Some days are just meant for driving, especially in the Smokies. If you’re having one of those days let us suggest a couple of great drives through the national park that will keep you on the paved trails, instead of the rocky, and sometimes muddy ones. Lets get started.
Now, if you really want to see the vast plant and wildlife ecosystem that makes up the Smokies, this first drive is as close as one could possibly get to witnessing all these different species.
Newfound Gap Road
Want to see the Smokies? Start at Newfound Gap Road. It’s said that you’d have to travel from Georgia to Maine in order to pass through the variety of forest ecosystems you’ll experience traveling Newfound Gap Road. Starting in Gatlinburg, you’ll find yourself in Cherokee, NC 30 miles later. Besides the vast, wonderous forest ecosystem, motorists will also find other attractions along the way including Sugarlands Visitor Center located just outside Gatlinburg, Clingman’s Dome Road, Ocanaluftee Valley, and Mingus Mill. If those spots don’t tickle your fancy, there are plenty of pulloffs, picnic places, and breathtaking views along the way.
Cades Cove Scenic Drive
This drive will take you right into the heart of the settling of the Smokies. This 11-mile loop traverses the entire cove, which was settled between 1818 and 1821, and you can stop and see old churches, a working gristmill, barns and restored homesteads right off the Loop Road.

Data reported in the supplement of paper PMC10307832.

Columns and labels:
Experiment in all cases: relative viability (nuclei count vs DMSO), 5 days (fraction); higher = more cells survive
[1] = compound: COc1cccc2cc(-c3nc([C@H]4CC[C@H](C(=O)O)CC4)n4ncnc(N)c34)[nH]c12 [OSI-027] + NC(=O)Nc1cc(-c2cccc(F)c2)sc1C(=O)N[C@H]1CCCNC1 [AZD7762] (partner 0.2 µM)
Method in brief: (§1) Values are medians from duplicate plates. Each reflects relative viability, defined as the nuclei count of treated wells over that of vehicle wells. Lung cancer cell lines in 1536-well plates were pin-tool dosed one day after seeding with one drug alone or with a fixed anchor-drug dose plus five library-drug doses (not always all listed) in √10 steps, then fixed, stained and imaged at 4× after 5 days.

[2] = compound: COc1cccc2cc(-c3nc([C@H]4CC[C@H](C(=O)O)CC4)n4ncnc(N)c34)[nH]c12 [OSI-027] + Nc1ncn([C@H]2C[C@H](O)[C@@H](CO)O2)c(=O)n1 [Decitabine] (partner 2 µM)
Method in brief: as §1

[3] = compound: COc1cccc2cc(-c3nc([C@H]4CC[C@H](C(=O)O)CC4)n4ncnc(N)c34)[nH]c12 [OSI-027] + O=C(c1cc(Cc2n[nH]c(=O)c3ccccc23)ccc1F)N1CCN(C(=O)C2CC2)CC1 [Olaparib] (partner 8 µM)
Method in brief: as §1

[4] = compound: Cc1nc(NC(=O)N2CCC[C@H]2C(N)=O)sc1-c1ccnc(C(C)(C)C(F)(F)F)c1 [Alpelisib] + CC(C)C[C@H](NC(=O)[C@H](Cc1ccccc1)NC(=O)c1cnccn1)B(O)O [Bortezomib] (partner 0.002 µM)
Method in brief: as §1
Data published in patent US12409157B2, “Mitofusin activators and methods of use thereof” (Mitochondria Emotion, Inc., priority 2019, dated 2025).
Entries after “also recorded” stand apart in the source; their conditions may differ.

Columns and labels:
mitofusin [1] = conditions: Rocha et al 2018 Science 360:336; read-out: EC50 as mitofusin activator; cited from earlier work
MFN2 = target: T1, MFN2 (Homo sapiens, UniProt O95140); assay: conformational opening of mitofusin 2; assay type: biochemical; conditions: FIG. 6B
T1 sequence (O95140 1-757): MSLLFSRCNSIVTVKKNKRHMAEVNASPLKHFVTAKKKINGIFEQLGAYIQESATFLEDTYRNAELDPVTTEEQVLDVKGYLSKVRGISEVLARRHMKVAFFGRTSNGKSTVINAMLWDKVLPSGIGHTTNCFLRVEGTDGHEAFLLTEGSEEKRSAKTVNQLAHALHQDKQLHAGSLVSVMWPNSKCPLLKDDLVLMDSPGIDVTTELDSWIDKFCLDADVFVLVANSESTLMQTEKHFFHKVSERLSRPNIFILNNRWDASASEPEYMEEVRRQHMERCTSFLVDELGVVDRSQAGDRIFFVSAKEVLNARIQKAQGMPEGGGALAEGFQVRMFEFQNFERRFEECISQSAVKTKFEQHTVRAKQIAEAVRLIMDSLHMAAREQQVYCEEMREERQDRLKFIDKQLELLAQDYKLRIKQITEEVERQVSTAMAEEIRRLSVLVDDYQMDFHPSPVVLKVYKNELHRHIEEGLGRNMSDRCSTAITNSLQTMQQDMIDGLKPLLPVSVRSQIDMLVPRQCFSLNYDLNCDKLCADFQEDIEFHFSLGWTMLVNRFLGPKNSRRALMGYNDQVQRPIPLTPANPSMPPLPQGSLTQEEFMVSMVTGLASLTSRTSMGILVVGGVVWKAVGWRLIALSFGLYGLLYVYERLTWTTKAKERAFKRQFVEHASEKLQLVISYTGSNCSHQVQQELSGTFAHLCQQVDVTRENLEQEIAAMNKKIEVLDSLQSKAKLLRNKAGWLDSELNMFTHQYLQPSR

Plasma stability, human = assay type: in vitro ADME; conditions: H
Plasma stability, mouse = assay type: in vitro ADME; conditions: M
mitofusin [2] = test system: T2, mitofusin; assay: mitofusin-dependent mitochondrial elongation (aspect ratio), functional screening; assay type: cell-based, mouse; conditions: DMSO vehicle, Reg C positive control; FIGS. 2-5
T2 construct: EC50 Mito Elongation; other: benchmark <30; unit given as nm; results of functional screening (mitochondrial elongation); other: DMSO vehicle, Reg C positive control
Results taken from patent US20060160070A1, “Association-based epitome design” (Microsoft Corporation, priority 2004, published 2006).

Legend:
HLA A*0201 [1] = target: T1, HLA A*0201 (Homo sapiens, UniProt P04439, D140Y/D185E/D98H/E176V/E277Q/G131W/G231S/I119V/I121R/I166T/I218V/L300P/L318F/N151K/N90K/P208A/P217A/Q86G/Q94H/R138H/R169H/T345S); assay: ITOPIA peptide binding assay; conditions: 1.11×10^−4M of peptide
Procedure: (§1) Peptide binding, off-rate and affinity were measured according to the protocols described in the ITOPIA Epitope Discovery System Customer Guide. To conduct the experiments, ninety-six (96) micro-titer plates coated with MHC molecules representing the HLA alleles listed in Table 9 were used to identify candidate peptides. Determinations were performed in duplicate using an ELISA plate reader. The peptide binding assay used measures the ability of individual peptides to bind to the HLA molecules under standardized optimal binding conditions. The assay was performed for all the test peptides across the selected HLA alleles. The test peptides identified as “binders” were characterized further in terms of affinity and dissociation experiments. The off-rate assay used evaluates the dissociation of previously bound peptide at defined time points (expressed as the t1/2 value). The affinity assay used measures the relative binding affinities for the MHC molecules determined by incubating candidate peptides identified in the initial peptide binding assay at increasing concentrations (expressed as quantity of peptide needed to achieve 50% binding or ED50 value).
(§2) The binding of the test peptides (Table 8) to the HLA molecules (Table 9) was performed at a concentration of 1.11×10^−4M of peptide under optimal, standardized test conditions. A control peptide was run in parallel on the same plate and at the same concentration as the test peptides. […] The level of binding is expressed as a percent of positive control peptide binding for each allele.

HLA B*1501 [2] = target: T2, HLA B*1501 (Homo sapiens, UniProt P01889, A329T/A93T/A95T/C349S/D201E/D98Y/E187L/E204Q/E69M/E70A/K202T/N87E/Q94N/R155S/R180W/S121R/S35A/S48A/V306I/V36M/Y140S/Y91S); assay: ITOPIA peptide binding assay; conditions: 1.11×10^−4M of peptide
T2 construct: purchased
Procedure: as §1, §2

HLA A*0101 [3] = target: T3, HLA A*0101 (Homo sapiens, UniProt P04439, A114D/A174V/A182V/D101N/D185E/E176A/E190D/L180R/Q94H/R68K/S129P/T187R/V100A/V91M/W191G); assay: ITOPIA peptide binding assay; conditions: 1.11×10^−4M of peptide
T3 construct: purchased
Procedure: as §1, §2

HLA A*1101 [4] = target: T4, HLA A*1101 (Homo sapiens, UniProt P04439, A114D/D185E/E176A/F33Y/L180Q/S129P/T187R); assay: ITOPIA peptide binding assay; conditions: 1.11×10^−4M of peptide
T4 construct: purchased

There are 159 camping sites, and a trail that takes you up to Thunderhead Mountain and Rocky Top. Take an afternoon and check out the numerous white-tailed deer, maybe even spot a black bear, and you’ll more than likely come upon some wild turkeys if you stay for awhile. Cades Cove is perfect for a drive, a hike, or just about anything.
Roaring Fork Motor Nature Trail
This auto way takes its name from the rushing water you’ll hear if you crack your window. This six-mile, one-way loop road starts just a mile outside Gatlinburg. The first stop along the Roaring Fork Nature Trail is Noah “Bud” Ogle’s farmstead where you can get out and take a walking tour then hike to Rainbow Falls. Grotto Falls is also located along this drive.
Directions – To reach the Roaring Fork Motor Nature Trail, turn off the main parkway in Gatlinburg at traffic light No. 8 and follow Historic Nature Trail Road to the Cherokee Orchard entrance to the national park. Just beyond the Rainbow Falls trailhead you have the option of taking the one-way Roaring Fork Motor Nature Trail (closed in winter). Buses, trailers, and motor homes are not permitted on the Roaring Fork motor nature trail.
Explore the Greenbrier
Wildflower watchers will love this 6 mile road that welcomes auto tours. Places like Porter’s Creek are particularly vibrant in March and April in the Greenbrier area of the park. Once you get there, you might just want to get out of the car and experience the Greenbrier for yourself. If that’s the case, let us suggest taking a four mile hike to Ramsey Cascades – the tallest falls in the Smoky Mountains.